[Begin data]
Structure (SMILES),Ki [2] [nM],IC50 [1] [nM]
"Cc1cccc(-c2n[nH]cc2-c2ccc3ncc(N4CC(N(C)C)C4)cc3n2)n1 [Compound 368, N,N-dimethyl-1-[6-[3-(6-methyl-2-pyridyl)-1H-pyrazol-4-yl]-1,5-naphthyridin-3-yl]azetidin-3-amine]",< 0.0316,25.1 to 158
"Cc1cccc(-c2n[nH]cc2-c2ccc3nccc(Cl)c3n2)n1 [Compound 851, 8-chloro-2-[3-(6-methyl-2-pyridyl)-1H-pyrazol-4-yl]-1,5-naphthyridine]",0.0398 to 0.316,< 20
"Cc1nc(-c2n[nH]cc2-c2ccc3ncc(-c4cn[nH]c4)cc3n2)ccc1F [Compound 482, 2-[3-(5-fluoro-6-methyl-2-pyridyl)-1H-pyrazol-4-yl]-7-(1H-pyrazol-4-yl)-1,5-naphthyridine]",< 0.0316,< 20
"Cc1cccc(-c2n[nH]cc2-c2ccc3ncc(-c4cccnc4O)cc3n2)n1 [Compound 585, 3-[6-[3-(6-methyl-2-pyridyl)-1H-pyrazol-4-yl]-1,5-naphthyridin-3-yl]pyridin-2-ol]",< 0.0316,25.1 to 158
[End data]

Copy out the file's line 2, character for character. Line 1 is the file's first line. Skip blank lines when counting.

"Cc1cccc(-c2n[nH]cc2-c2ccc3ncc(N4CC(N(C)C)C4)cc3n2)n1 [Compound 368, N,N-dimethyl-1-[6-[3-(6-methyl-2-pyridyl)-1H-pyrazol-4-yl]-1,5-naphthyridin-3-yl]azetidin-3-amine]",< 0.0316,25.1 to 158